Surplus melamine has been an adulterant for feedstock and milk in mainland China for several years now because it can make diluted or poor quality material appear to be higher in protein content by elevating the total nitrogen content detected by some simple protein tests. Actions taken in 2008 by the Government of China have reduced the practice of adulteration, with the goal of eliminating it. As a result of the Chinese milk scandal, court trials began in December 2008 for six people involved in adding melamine in food products, ending in January 2009 with two of the convicts being sentenced to death and executed.
Melamine has been involved in several food recalls after the discovery of severe kidney damage to children and pets poisoned by melamine-adulterated food.
In 2007, a pet food recall was initiated by Menu Foods and other pet food manufacturers who had found their products had been contaminated and caused serious illnesses or deaths in some of the animals that had eaten them. In March 2007, the US Food and Drug Administration reported finding white granular melamine in the pet food, in samples of white granular wheat gluten imported from a single source in China, Xuzhou Anying Biologic Technology as well as in crystalline form in the kidneys and in urine of affected animals. Further vegetable protein imported from China was later implicated.
In April 2007, The New York Times reported that the addition of "melamine scrap" into fish and livestock feed to give the false appearance of a higher level of protein was an "open secret" in many parts of mainland China, reporting that this melamine scrap was being produced by at least one plant processing coal into melamine. Four days later, the New York Times reported that, despite the widely reported ban on melamine use in vegetable proteins in mainland China, at least some chemical manufacturers continued to report selling it for use in animal feed and in products for human consumption. Li Xiuping, a manager at Henan Xinxiang Huaxing Chemical in Henan Province, stated, "Our chemical products are mostly used for additives, not for animal feed. Melamine is mainly used in the chemical industry, but it can also be used in making cakes." Shandong Mingshui Great Chemical Group, the company reported by the New York Times as producing melamine from coal, produces and sells both urea and melamine but does not list melamine resin as a product.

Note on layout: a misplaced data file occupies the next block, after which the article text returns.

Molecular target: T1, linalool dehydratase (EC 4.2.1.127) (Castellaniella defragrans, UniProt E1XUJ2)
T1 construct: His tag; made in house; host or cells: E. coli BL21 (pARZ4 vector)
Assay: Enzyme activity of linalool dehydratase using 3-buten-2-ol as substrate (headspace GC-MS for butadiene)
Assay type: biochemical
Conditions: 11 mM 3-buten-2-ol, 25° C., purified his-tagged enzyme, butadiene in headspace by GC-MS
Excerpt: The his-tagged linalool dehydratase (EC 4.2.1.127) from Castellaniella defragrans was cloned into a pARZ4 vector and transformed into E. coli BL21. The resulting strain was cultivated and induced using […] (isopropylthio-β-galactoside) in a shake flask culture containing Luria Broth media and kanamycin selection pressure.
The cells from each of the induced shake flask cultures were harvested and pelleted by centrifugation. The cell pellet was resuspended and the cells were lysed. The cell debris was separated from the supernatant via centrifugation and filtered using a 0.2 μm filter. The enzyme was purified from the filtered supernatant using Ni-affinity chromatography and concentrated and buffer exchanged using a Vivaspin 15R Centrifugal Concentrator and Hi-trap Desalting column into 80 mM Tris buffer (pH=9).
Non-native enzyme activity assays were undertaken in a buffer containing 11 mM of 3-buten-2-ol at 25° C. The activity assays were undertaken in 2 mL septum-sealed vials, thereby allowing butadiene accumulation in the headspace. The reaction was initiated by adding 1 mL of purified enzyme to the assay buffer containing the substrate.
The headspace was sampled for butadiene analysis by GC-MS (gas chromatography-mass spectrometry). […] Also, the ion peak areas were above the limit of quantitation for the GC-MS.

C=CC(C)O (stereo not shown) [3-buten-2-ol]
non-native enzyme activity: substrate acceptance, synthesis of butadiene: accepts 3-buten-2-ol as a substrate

Another recall incident in 2007 involved melamine which had been purposely added as a binder to fish and livestock feed manufactured in the United States. This was traced to suppliers in Ohio and Colorado.
In September 2008, several companies, including Nestlé, were implicated in a scandal involving milk and infant formula which had been adulterated with melamine, leading to kidney stones and other kidney failure, especially among young children. By December 2008, nearly 300,000 people had become ill, with more than 50,000 infant hospitalizations and six infant deaths. In a study published in the New England Journal of Medicine, it was reported that melamine exposure increased the incidence of urinary tract stones by seven times in children. Melamine may have been added to fool government protein content tests after water was added to fraudulently dilute the milk. Because of melamine's high nitrogen content (66% by mass versus approximately 10-12% for typical protein), it can cause the protein content of food to appear higher than the true value. Officials estimate that about 20% of the dairy companies tested in China sell products tainted with melamine. On January 22, 2009, three of those involved in the scandal (including one conditional sentence) were sentenced to death in a Chinese court.
In October 2008, "Select Fresh Brown Eggs" exported to Hong Kong from the Hanwei Group in Dalian in northeastern China were found to be contaminated with nearly twice the legal limit of melamine. York Chow, the health secretary of Hong Kong, said he thought animal feeds might be the source of the contamination and announced that the Hong Kong Centre for Food Safety would henceforward be testing all mainland Chinese pork, farmed fish, animal feed, chicken meat, eggs, and offal products for melamine.
As of July 2010, Chinese authorities were still reporting some seizures of melamine-contaminated dairy product in some provinces, though it was unclear whether these new contaminations constituted wholly new adulterations or were the result of illegal reuse of material from the 2008 adulterations.
On characterization and treatment of urinary stones in affected infants, The New England Journal of Medicine printed an editorial in March 2009, along with reports on cases from Beijing, Hong Kong and Taipei.
Urinary calculi specimens were collected from 15 cases treated in Beijing and were analyzed as unknown objects for their components at Beijing Institute of Microchemistry using infrared spectroscopy, nuclear magnetic resonance, and high performance liquid chromatography. The result of the analysis showed that the calculus was composed of melamine and uric acid, and the molecular ratio of uric acid to melamine was around 2:1.
In a 2009 study of 683 children diagnosed in Beijing in 2008 with nephrolithiasis and 6,498 children without nephrolithiasis aged < 3 years, investigators found that in children exposed to melamine levels < 0.2 mg/kg per day, the risk for nephrolithiasis was 1.7 times higher than in those without melamine exposure, suggesting that the risk of melamine-induced nephrolithiasis in young children starts at a lower intake level than the levels recommended by the World Health Organization.